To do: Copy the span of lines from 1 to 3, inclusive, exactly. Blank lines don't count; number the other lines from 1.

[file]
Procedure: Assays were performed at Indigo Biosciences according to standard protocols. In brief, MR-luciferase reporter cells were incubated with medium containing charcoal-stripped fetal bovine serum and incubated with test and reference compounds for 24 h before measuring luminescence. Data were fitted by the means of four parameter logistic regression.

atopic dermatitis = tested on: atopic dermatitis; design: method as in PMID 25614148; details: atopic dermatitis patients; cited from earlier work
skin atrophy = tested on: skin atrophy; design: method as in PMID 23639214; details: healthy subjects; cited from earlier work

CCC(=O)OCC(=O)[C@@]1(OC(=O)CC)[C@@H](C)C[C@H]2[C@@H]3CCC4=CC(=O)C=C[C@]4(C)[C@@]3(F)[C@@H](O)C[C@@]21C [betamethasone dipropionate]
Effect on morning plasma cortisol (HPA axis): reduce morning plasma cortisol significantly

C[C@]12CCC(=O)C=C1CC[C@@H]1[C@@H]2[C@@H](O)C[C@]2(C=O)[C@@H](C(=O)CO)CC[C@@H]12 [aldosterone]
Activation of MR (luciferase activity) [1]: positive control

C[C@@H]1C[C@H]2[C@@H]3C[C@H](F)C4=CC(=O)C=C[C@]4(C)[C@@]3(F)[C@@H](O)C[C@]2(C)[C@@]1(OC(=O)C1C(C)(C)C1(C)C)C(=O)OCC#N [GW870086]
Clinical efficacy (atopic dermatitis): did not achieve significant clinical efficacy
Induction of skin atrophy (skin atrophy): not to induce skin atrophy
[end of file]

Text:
Procedure: Assays were performed at Indigo Biosciences according to standard protocols. In brief, MR-luciferase reporter cells were incubated with medium containing charcoal-stripped fetal bovine serum and incubated with test and reference compounds for 24 h before measuring luminescence. Data were fitted by the means of four parameter logistic regression.

atopic dermatitis = tested on: atopic dermatitis; design: method as in PMID 25614148; details: atopic dermatitis patients; cited from earlier work
skin atrophy = tested on: skin atrophy; design: method as in PMID 23639214; details: healthy subjects; cited from earlier work